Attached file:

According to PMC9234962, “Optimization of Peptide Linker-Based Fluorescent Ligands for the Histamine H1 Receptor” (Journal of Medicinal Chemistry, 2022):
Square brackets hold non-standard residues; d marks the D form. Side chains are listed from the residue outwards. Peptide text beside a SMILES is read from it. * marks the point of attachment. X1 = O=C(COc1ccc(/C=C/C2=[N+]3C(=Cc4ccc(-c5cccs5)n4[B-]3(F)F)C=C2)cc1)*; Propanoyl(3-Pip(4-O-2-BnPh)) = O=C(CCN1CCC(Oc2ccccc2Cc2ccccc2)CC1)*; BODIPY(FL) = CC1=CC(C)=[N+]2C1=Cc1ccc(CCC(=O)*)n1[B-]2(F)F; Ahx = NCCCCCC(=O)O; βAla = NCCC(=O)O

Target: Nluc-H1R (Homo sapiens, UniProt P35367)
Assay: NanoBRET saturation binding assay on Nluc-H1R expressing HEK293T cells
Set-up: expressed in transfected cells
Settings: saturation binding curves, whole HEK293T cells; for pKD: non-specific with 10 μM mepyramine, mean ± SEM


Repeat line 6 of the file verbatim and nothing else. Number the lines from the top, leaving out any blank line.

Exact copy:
Settings: saturation binding curves, whole HEK293T cells; for pKD: non-specific with 10 μM mepyramine, mean ± SEM